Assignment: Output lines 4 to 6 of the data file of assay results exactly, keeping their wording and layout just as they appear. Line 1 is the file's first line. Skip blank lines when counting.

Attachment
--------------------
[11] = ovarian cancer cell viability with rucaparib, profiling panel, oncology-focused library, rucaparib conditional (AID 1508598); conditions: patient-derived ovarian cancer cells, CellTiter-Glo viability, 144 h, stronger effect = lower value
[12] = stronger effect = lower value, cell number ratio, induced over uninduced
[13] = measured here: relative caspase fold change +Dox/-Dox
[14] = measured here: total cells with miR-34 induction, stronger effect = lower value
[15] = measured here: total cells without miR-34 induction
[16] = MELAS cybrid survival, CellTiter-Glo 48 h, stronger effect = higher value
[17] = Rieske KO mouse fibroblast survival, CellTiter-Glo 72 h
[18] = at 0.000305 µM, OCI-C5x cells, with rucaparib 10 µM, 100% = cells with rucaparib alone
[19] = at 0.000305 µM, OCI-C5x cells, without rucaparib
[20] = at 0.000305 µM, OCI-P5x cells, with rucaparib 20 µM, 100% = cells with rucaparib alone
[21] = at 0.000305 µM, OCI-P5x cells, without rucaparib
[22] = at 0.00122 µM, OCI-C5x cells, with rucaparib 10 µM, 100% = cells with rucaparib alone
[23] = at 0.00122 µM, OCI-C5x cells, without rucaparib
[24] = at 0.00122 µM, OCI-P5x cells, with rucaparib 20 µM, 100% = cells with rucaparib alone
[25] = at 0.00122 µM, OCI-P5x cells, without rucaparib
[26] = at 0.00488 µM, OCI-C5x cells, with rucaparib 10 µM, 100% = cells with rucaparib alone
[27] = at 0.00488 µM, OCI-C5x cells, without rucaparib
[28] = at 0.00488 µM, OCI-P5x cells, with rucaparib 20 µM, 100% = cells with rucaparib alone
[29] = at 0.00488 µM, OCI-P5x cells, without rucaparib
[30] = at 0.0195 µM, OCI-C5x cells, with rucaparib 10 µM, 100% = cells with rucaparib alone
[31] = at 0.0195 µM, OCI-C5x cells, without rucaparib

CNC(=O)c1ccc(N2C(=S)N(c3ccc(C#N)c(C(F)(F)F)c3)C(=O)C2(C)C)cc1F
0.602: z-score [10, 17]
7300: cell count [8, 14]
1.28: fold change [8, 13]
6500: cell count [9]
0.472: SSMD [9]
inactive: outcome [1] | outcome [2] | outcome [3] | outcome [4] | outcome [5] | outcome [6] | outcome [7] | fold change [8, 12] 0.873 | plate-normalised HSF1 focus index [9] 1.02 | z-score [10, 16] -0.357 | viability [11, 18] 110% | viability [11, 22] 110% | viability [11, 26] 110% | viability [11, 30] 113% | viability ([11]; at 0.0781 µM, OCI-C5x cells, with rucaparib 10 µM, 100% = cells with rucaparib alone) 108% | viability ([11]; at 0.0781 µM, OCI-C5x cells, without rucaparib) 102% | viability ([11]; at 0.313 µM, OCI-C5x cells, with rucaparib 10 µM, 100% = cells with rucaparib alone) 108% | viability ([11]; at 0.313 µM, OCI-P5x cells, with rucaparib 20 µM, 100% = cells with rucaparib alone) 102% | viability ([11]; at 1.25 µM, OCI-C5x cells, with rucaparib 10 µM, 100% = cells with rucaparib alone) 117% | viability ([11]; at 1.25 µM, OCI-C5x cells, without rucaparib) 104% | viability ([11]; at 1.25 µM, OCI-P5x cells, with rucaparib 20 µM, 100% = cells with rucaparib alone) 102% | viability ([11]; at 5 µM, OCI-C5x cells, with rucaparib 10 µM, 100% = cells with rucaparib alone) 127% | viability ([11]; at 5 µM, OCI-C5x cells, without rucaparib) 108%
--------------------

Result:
[14] = measured here: total cells with miR-34 induction, stronger effect = lower value
[15] = measured here: total cells without miR-34 induction
[16] = MELAS cybrid survival, CellTiter-Glo 48 h, stronger effect = higher value